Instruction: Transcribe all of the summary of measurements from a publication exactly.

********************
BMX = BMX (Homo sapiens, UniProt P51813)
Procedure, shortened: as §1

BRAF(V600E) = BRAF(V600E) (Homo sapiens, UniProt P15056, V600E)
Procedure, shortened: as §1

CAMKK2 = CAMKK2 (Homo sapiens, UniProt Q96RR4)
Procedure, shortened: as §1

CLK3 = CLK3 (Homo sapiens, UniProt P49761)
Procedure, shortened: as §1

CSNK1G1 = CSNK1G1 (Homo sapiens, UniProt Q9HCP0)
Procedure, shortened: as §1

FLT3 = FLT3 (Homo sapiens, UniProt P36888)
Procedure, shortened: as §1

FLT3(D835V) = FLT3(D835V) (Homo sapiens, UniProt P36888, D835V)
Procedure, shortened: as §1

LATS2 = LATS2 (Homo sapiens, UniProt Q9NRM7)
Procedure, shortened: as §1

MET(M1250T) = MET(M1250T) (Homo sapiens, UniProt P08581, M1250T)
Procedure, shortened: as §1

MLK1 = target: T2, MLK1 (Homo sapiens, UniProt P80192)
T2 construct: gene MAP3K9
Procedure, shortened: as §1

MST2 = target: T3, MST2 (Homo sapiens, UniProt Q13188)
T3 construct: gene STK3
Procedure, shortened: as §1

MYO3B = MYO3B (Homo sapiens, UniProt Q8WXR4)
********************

BMX = BMX (Homo sapiens, UniProt P51813)
Procedure, shortened: as §1

BRAF(V600E) = BRAF(V600E) (Homo sapiens, UniProt P15056, V600E)
Procedure, shortened: as §1

CAMKK2 = CAMKK2 (Homo sapiens, UniProt Q96RR4)
Procedure, shortened: as §1

CLK3 = CLK3 (Homo sapiens, UniProt P49761)
Procedure, shortened: as §1

CSNK1G1 = CSNK1G1 (Homo sapiens, UniProt Q9HCP0)
Procedure, shortened: as §1

FLT3 = FLT3 (Homo sapiens, UniProt P36888)
Procedure, shortened: as §1

FLT3(D835V) = FLT3(D835V) (Homo sapiens, UniProt P36888, D835V)
Procedure, shortened: as §1

LATS2 = LATS2 (Homo sapiens, UniProt Q9NRM7)
Procedure, shortened: as §1

MET(M1250T) = MET(M1250T) (Homo sapiens, UniProt P08581, M1250T)
Procedure, shortened: as §1

MLK1 = target: T2, MLK1 (Homo sapiens, UniProt P80192)
T2 construct: gene MAP3K9
Procedure, shortened: as §1

MST2 = target: T3, MST2 (Homo sapiens, UniProt Q13188)
T3 construct: gene STK3
Procedure, shortened: as §1

MYO3B = MYO3B (Homo sapiens, UniProt Q8WXR4)